The Justice Department has notified lawyers for Senators Kelly Loeffler of Georgia, Dianne Feinstein of California and Jim Inhofe of Oklahoma that it will not charge the lawmakers with insider trading for stock sales they or their family members made shortly after some had attended closed-door intelligence briefings about the coronavirus crisis earlier this year, multiple news outlets have reported.
The DOJ appears to still be probing transactions executed in February by Senator Richard Burr, who stepped down as Intelligence chairman last week after it was reported in March he sold off up to $1.7m in individual stocks after he had begun receiving classified briefings about Covid-19 but weeks before global markets plummeted due to uncertainty about the disease.
A source close to Ms Feinstein confirmed other outlets’ earlier reports that the DOJ was closing its investigation into her and her husband’s investment portfolios.
Spokespersons for Ms Loeffler and Mr Inhofe could not immediately be reached for comment for this story.
Mr Burr’s office declined to comment.
The North Carolina Republican was the only one of the four lawmakers under investigation for their stock sales to acknowledge personally executing the transactions in question.
He turned over his cell phone to investigators earlier this month.
Mr Burr told reporters on Thursday that the ongoing probe into his stock sales had become “a distraction” to the intelligence panel’s work, so he was stepping down until the investigation wraps up.
The committee oversees the US intelligence apparatus — including the Office of the Director of National Intelligence, the CIA, and the National Security Agency (NSA), among other entities — and has spent the bulk of Donald Trump’s term probing Russian interference in the 2016 election and the Obama administration’s 2016 counterintelligence efforts against it.
Republican Senator Marco Rubio of Florida has been elevated to chairman of the panel on an interim basis.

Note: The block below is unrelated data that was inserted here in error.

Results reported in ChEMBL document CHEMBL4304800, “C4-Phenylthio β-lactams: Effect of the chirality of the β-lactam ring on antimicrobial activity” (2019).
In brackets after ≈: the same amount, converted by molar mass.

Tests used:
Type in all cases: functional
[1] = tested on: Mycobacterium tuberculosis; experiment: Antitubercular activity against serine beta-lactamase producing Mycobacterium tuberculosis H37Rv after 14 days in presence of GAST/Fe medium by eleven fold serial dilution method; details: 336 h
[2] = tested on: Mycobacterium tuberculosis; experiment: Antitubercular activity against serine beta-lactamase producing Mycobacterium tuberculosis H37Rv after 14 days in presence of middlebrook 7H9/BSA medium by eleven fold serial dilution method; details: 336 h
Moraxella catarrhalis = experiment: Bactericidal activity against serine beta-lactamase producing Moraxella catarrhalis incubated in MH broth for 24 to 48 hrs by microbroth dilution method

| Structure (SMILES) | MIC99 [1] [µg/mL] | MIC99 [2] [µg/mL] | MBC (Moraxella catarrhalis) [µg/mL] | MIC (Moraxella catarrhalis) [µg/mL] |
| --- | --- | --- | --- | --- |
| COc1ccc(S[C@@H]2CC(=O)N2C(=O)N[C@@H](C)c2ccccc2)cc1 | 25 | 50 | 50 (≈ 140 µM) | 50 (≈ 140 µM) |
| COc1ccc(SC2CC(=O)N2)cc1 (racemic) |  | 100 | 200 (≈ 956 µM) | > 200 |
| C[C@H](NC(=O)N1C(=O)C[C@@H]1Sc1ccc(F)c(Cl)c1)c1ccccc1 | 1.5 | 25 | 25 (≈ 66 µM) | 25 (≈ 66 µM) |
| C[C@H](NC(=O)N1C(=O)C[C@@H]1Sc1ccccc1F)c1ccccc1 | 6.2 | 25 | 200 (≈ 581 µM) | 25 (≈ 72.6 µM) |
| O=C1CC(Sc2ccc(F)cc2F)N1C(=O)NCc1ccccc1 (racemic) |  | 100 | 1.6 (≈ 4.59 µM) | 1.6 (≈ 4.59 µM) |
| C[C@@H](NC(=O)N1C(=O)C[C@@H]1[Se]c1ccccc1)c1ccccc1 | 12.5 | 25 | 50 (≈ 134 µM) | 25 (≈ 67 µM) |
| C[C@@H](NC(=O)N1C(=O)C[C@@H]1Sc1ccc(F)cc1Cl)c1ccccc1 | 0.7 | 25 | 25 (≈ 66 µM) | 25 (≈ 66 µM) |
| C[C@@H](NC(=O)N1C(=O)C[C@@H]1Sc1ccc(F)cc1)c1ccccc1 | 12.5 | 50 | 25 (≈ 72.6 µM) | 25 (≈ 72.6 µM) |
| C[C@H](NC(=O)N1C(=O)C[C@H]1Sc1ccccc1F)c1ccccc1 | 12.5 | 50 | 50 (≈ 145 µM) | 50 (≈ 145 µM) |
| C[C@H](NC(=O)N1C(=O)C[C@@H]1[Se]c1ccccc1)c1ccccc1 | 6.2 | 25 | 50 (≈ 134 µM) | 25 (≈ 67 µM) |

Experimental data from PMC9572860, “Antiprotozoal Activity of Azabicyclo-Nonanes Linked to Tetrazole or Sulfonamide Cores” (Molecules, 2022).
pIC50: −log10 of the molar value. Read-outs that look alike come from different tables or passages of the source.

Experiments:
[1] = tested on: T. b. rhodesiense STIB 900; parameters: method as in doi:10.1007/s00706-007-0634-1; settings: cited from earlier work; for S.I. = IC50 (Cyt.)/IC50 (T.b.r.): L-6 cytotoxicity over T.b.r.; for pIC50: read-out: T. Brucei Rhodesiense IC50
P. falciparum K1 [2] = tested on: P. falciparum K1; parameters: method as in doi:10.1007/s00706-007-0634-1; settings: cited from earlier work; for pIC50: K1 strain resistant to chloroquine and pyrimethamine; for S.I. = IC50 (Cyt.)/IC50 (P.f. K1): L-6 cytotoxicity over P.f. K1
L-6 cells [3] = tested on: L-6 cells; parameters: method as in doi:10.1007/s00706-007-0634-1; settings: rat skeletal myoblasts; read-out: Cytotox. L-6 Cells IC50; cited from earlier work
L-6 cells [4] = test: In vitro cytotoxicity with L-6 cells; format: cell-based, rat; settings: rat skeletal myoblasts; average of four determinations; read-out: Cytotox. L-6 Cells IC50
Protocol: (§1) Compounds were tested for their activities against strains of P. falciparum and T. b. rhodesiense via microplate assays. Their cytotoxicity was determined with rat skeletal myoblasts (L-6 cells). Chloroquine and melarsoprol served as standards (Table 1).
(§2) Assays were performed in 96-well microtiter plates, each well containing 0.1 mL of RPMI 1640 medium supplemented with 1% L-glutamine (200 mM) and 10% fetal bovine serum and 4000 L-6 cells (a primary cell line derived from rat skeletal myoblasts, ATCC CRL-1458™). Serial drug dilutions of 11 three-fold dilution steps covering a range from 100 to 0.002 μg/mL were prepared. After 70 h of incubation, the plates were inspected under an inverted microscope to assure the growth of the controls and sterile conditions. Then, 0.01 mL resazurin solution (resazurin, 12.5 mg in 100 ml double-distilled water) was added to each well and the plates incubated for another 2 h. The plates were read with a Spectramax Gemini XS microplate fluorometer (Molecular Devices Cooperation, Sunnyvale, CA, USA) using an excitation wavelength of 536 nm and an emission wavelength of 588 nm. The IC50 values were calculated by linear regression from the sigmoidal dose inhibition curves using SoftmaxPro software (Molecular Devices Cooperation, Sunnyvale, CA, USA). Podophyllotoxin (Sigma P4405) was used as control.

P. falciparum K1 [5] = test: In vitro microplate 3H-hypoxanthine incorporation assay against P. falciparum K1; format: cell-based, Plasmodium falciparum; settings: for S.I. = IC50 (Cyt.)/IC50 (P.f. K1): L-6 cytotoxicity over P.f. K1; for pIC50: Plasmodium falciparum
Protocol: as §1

Mr Burr attended a closed-door, open-to-all-senators briefing for the Senate Health Committee on 24 January where infectious disease expert Anthony Fauci and Centres for Disease Control and Prevention Director Robert Redfield apprised lawmakers of the latest government reports from the coronavirus outbreak in China’s Wuhan province.
As chairman of the intel panel, Mr Burr also had access to non-public reports about the coronavirus during that time, though it is unclear whether the US intelligence agencies that compiled those reports were providing information that couldn’t be cobbled together from public reporting.
On 13 February, three weeks after the initial 24 January briefing, Mr Burr sold off 33 stocks worth between $628,033 and $1.72m — his largest sell-off of assets in at least 14 months.
That sell-off included $250,000 worth of stocks in hotel companies that have seen their value plummet by more than half during the economic shutdown.
Mr Burr has said the briefings provided him no informational advantage over the public, and that he relied “solely on public news reports” to guide his decisions regarding the sale of his stocks on 13 February.
“Specifically, I closely followed CNBC’s daily health and science reporting out of its Asia bureaus at the time,” he said in March.
Ms Loeffler’s apparent exoneration could boost her chances of re-election this fall.
Appointed by GOP Governor Brian Kemp last December to replace former Senator Johnny Isakson, who was battling health issues, Ms Loeffler, a Republican, is battling GOP Congressman Doug Collins and a slate of Democratic candidates in the Peach State’s all-party special election this November. If no one captures more than 50 per cent of the vote, the top two candidates will enter a run-off.
Neither Ms Feinstein nor Mr Inhofe attended the 24 January Health Committee briefing with Mr Fauci and Mr Redfield.
In fact, Ms Feinstein did not attend any non-public briefing about the coronavirus until 12 March, a spokesman for the senator previously told The Independent.
Ms Feinstein has held her assets in a blind trust throughout her 28-year Senate career, she has said.
Her husband, investment banker Richard Blum, controls his own account and sold off between $1.5m and $6m in stock in Allogene Therapeutics, a cancer technology company, on 13 January and 18 February. Those transactions were reported on Ms Feinstein’s mandatory first-quarter Senate financial filing, as are all assets belonging to lawmakers’ spouses.
Mr Inhofe sold up to $750,000 in assets on 13 and 27 January as part of a pre-determined programme to systematically divest from individual stocks after he was named Senate Armed Services chairman last year to avoid the appearances of a conflict of interest.
While Mr Inhofe’s assets are not held in a true blind trust, he has said he had no prior knowledge of the transactions, which were executed by his financial advisers based in Tulsa, Oklahoma.